Talitha raised the matter of the apparent contradictions within the language, if you follow it by logic. Joe thought that the anomaly lies in whether one has an a priori belief that the Divine is subject to reason, or not. In classical Christianity, say as in St Thomas Aquinas, the Divine is a fully rational being, able to do nothing that contradicts reason; whereas in Islam, God is not subject to reason, because he is thought to transcend all human categories. Joe recalls a maxim he learnt in physics, that the opposite of a simple truth is false; but the opposite of a deep truth can also be true.

Thommo
Walt Whitman was born in 1819 in Long Island. His family moved to Brooklyn He was apprenticed as a typesetter at age 13. He joined the army and worked in hospitals. Later he worked as a department clerk and wrote his famous book, Leaves of Grass, at age 37. It is a book said to have been presented by Bill Clinton, the errant former US President, to his wife, Hilary, and also to Monica Lewinsky, the junior intern in his office of whom he was fond.

Whitman has to be read aloud. Classicists reading his verse (free verse) were dismayed, but the verses have the inexplicable power to touch the heart. Indira said it is a great book for teen-agers, but did not specify why, whether there were lessons to learn from it, or a free spiritedness to imbibe at that age from the book. Bobby wondered whether we are not all going back to being teenagers again!

His most famous poem is O Captain! My Captain! on the death of Abraham Lincoln. See

More about him can be found at the Wikipedia entry:
http://en.wikipedia.org/wiki/Walt_Whitman

A commemoration of Whitman in Camden, NJ, where he lived is at
http://www.camden.lib.nj.us/whitman/

The matter of his poems being homo-erotic has been much discussed. No one is sure if he ever had sexual relations with a man, but that side of him was well-developed.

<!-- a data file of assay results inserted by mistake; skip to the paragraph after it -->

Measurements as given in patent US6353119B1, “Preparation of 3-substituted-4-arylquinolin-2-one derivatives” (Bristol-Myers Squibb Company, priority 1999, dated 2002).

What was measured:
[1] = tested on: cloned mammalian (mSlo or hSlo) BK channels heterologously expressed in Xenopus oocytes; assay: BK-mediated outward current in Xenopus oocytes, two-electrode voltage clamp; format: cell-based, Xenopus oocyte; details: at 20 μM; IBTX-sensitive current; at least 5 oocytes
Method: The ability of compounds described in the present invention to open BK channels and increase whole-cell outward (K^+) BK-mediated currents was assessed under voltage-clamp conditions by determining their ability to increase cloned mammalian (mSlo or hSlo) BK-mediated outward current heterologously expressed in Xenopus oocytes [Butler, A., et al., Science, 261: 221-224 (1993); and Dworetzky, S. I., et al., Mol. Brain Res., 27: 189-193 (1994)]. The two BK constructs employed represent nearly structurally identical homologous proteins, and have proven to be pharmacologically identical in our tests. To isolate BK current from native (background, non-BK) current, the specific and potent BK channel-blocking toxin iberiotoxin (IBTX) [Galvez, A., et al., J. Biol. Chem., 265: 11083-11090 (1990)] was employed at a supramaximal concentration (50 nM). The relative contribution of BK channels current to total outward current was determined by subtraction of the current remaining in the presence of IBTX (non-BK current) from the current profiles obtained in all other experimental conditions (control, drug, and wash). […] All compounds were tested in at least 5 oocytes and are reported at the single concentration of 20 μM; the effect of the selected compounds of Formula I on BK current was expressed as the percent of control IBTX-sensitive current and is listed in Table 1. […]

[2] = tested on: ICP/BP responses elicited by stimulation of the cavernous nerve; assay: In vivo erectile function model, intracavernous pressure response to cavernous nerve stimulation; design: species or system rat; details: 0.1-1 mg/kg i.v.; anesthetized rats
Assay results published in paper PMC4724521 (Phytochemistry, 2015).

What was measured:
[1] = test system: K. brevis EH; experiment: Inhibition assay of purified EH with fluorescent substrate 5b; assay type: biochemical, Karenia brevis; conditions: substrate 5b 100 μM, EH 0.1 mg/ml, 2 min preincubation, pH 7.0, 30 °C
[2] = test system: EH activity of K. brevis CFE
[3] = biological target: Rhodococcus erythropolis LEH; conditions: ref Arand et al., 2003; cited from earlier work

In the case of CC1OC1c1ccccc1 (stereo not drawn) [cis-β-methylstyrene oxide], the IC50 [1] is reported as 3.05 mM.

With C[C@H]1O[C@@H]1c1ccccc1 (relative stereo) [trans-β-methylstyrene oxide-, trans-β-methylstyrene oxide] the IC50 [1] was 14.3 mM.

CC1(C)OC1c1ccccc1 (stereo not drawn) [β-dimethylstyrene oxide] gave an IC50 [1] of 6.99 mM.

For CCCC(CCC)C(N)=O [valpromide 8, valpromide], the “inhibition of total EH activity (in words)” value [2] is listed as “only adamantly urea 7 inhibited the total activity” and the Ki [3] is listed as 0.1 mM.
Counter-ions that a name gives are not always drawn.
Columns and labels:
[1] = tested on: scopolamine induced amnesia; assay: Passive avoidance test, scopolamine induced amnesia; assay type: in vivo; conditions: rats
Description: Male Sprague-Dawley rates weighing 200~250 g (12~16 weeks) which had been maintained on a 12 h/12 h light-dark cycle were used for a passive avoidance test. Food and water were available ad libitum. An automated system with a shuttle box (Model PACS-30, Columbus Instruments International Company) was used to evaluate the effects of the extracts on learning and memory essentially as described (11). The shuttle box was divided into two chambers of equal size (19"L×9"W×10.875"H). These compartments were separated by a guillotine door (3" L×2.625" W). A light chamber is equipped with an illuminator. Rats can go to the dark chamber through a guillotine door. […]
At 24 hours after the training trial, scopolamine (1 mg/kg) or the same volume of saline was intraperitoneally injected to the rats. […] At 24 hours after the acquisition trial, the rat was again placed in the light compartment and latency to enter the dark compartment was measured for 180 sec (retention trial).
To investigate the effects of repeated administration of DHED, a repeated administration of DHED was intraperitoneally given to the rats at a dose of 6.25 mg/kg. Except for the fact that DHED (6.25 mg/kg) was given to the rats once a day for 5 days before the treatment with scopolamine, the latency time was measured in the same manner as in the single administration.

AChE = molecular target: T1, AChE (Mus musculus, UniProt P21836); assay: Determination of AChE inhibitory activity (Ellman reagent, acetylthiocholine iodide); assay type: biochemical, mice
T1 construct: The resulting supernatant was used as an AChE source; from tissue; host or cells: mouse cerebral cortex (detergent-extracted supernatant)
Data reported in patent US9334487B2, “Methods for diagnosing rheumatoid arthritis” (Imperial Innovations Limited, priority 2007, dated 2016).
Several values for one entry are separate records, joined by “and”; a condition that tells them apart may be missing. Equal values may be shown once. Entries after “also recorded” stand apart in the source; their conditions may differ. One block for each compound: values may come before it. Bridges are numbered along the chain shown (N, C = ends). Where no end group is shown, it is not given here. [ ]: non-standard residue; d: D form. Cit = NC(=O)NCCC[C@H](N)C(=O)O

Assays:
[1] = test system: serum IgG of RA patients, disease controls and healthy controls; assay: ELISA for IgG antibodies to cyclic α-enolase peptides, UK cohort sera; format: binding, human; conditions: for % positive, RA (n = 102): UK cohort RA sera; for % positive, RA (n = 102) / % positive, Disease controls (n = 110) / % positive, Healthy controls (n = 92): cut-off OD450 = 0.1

The poem (As I Ponder'd in Silence) that Thommo recited is a reflection on the themes of Whitman's poems. He answers the spirit of former epic poets, that his poems too are about the theme of Victory in Wars, but the war he wages is the living battle in each person's soul, and victory lies in the conquest of matter by the spirit.


Bobby
Bobby never tires of his hero, Goethe. Johann Wolfgang von Goethe (28 August 1749 – 22 March 1832) was a German writer and polymath. Goethe is considered the supreme genius of modern German literature.

Goethe's Faust
is a hybrid between a play and an extended poem, epic in scope. The story concerns the fate of Faust in his quest for the true essence of life ("was die Welt im Innersten zusammenhält"). Frustrated with learning and the limits to his knowledge, power, and enjoyment of life, he attracts the attention of the devil (represented by Mephistopheles).

In the first part, Mephistopheles leads Faust through experiences that culminate in a lustful relationship with Gretchen, an innocent young woman. Gretchen and her family are destroyed by Mephistopheles' deceptions and Faust's desires. Part one of the story ends in tragedy for Faust, as Gretchen is saved but Faust is left to grieve in shame.

The second part begins with the spirits of the earth forgiving Faust (and the rest of mankind) and progresses into allegorical poetry. Faust and his devil pass through and manipulate the world of politics and the world of the classical gods, and Faust experiences a singular moment of happiness.

Mephistopheles tries to seize Faust's soul when he dies after this moment of happiness, but is frustrated and enraged when angels intervene due to God's grace. Though this grace is truly 'gratuitous' and does not condone Faust's frequent errors perpetrated with Mephistopheles, the angels state that this grace can only occur because of Faust's unending striving and results from the intercession of the forgiving Gretchen. The final scene has Faust's soul carried to heaven in the presence of God as the "Holy Virgin, Mother, Queen, Goddess...The Eternal Feminine".

Bobby said Goethe worked 60 years on this epic, polishing and re-working it. The play gave rise to the term 'Faustian bargain' for a deal similar to Faust's bargain with the devil to gain limitless knowledge in exchange for his soul.

Bobby's selection was not any of the dramatic scenes, such as the damnation of Faust when he is carried to hell, or his bargain; the scene he chose is a pastoral one ('Peasants under the Linden Tree') of simple yokels enjoying nature in a way that is beyond Faust's range of experience.